“I don’t care.” He shrugged—as if the choice between cake or pie didn’t have far-reaching, life-altering implications. [CORRECT]
“Smiling’s my favorite,” she grinned. [WRONG]
“Smiling’s my favorite.” She grinned, a blinding, all-teeth-on-deck kind of smile, as if to prove her point. [CORRECT]
And then there are the “sometimes okay” tags that should have limited use.
These are the tags that work once or twice, but become tiresome to read over and over. If you’re looking for a knuckle-rapping rule to follow here, you won’t find one, but you’ll know when you’ve hit your limit, and it usually doesn’t take long.
"I love you," she breathed. Although dictionary.com lists “breathed” as both “unvoiced/voiceless” and “utilizing the breath exclusively in the production of a speech sound,” Merriam-Webster only endorses the nonspeaking definition of it, or the more abstract (e.g. “don’t breathe a word of this to anyone”). Using “breathed” as a dialogue tag can give the impression of something spoken more intimately, more quietly than a whisper, but more often than not, the impact is greater if it’s used as a beat: “I love you.” She breathed the words more than whispered them, her lips so close to his ear that their warmth provided him with a pleasant—though involuntary—shiver.
"Don't do that," he growled. Try growling and saying anything intelligible. You're not Batman. I may or may not have a personal peeve with this one because of badly written romance and the overabundance of growling alpha males.
"Get over here, NOW," she hissed. Hissing and speaking don't usually mix, and though every parent has probably hissed out an urgent command to their child in a public place at least once, hissing sounds usually require the use of the letter "s" to have a more legit feel. Just ask Harry Potter.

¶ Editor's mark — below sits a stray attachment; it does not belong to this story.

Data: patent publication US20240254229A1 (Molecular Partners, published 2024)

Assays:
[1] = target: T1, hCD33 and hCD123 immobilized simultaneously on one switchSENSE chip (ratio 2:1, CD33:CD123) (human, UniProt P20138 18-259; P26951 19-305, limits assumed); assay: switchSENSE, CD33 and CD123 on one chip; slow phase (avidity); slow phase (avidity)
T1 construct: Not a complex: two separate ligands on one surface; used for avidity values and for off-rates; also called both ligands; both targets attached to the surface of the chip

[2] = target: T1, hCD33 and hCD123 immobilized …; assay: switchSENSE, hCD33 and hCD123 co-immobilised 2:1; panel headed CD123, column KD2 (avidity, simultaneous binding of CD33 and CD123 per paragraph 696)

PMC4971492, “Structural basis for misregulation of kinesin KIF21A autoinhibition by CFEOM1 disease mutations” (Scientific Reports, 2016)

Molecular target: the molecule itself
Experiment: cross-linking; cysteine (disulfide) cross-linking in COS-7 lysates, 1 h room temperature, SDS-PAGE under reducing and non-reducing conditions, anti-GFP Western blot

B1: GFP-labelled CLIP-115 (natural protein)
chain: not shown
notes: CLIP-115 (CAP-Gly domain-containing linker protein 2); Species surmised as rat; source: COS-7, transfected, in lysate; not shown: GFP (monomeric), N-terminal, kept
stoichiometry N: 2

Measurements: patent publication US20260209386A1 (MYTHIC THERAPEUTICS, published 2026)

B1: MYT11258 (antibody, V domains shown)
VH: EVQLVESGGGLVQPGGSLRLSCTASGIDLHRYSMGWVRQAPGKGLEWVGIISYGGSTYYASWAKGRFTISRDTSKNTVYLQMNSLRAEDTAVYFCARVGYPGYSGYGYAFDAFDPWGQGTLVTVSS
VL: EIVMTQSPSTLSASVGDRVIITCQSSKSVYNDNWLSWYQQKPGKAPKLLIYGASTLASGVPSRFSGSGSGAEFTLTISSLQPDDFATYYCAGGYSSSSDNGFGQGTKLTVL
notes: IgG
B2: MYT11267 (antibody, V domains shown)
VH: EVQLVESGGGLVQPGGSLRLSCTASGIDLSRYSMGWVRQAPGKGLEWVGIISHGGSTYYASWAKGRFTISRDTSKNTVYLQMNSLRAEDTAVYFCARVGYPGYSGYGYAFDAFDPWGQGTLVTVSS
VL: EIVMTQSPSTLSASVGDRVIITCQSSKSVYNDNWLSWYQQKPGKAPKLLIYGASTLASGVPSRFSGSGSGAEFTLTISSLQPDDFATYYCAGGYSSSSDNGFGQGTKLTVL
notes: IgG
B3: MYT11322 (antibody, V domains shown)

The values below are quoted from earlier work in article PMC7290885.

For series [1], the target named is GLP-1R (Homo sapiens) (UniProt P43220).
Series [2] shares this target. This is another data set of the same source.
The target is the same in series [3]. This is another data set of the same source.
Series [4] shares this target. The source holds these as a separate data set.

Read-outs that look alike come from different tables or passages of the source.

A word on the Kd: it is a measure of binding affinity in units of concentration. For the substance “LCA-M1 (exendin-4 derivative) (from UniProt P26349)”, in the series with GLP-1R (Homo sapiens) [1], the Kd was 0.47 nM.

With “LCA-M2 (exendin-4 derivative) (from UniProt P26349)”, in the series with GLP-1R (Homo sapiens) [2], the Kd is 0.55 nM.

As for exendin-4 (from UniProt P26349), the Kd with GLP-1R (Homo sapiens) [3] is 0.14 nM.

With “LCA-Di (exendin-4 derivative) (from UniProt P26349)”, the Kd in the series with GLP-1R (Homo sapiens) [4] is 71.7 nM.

"What do you mean, you won't?" he barked. I used to be firmly against this one. Unless it's a dog literally barking, and you understand that he sounds like arf arf woof woof grrr but you can translate it in your head like a foreign language, or—oh, forget it. But now I can tolerate it in small doses, if there’s a character who gives abrupt commands or shouts in single syllables (“Hey! You! Halt!”). But again, the trick is to use this and other words like it as sparingly as possible.
You don’t have to take my word for it.
Columnist Rob Hart wrote a terrific article years ago about expressive dialogue tags, calling them “the laugh tracks of the writing world.” I won’t spoil all of it for you, because you really should read the whole thing for yourself—it’s well worth three minutes of your time.
The gist of Hart’s thoughts on dialogue tags boils down to this: anything other than “said” and “asked” is telling, not showing, and it’s lazy writing. I know most writers don’t want to be called lazy, but allow me to put it a different way: when you use those kinds of dialogue tags, you’re limiting your own creativity, stopping yourself from exploring a richer description of what’s happening. You’re a stage director, telling an actor how to feel, rather than making them feel it through the action of the scene.
What’s the verdict on the so-called “death of said”?
In short, “said” is NOT dead, and anyone who tries to tell you it is has either never read a book that contained an overabundance of awkward dialogue tags, or they’ve never written a book that’s been professionally edited, or they’re in for a hard awakening if they’re aiming for bestseller status.
The ultimate goal is to make those dialogue tags disappear, whether literally or figuratively. You’ll never miss them, and neither will your readers.